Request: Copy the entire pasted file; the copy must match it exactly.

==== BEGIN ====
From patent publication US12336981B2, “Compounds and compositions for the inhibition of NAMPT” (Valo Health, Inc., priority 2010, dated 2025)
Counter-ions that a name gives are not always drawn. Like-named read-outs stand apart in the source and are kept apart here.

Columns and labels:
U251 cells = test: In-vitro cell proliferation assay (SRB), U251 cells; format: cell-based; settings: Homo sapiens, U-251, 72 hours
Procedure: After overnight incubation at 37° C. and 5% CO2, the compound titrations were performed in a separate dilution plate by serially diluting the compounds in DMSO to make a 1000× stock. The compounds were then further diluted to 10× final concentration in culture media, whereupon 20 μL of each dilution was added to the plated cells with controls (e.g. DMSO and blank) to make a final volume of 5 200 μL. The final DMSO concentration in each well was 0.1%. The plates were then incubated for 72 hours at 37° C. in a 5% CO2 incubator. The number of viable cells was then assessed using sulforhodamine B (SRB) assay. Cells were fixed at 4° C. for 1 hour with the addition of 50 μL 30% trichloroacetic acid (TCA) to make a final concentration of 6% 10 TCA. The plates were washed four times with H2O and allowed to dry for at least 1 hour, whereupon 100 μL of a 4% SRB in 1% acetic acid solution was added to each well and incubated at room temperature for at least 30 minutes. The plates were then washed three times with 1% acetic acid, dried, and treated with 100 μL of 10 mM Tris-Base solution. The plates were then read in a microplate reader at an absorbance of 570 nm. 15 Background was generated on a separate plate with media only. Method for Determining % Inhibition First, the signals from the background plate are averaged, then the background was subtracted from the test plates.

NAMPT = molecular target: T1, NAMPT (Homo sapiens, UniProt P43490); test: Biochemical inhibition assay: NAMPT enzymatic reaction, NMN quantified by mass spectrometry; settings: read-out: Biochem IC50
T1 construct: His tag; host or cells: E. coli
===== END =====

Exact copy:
From patent publication US12336981B2, “Compounds and compositions for the inhibition of NAMPT” (Valo Health, Inc., priority 2010, dated 2025)
Counter-ions that a name gives are not always drawn. Like-named read-outs stand apart in the source and are kept apart here.

Columns and labels:
U251 cells = test: In-vitro cell proliferation assay (SRB), U251 cells; format: cell-based; settings: Homo sapiens, U-251, 72 hours
Procedure: After overnight incubation at 37° C. and 5% CO2, the compound titrations were performed in a separate dilution plate by serially diluting the compounds in DMSO to make a 1000× stock. The compounds were then further diluted to 10× final concentration in culture media, whereupon 20 μL of each dilution was added to the plated cells with controls (e.g. DMSO and blank) to make a final volume of 5 200 μL. The final DMSO concentration in each well was 0.1%. The plates were then incubated for 72 hours at 37° C. in a 5% CO2 incubator. The number of viable cells was then assessed using sulforhodamine B (SRB) assay. Cells were fixed at 4° C. for 1 hour with the addition of 50 μL 30% trichloroacetic acid (TCA) to make a final concentration of 6% 10 TCA. The plates were washed four times with H2O and allowed to dry for at least 1 hour, whereupon 100 μL of a 4% SRB in 1% acetic acid solution was added to each well and incubated at room temperature for at least 30 minutes. The plates were then washed three times with 1% acetic acid, dried, and treated with 100 μL of 10 mM Tris-Base solution. The plates were then read in a microplate reader at an absorbance of 570 nm. 15 Background was generated on a separate plate with media only. Method for Determining % Inhibition First, the signals from the background plate are averaged, then the background was subtracted from the test plates.

NAMPT = molecular target: T1, NAMPT (Homo sapiens, UniProt P43490); test: Biochemical inhibition assay: NAMPT enzymatic reaction, NMN quantified by mass spectrometry; settings: read-out: Biochem IC50
T1 construct: His tag; host or cells: E. coli